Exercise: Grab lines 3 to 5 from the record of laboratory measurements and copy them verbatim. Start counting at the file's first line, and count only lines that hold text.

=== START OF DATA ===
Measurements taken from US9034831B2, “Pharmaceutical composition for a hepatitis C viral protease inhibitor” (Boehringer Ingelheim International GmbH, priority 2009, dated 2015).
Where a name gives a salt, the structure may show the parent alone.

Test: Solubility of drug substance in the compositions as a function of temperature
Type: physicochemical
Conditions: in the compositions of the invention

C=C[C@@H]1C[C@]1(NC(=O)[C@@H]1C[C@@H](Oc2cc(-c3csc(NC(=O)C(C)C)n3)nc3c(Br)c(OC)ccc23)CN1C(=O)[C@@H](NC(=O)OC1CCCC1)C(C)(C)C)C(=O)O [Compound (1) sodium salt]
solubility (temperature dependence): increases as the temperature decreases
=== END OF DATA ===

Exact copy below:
Test: Solubility of drug substance in the compositions as a function of temperature
Type: physicochemical
Conditions: in the compositions of the invention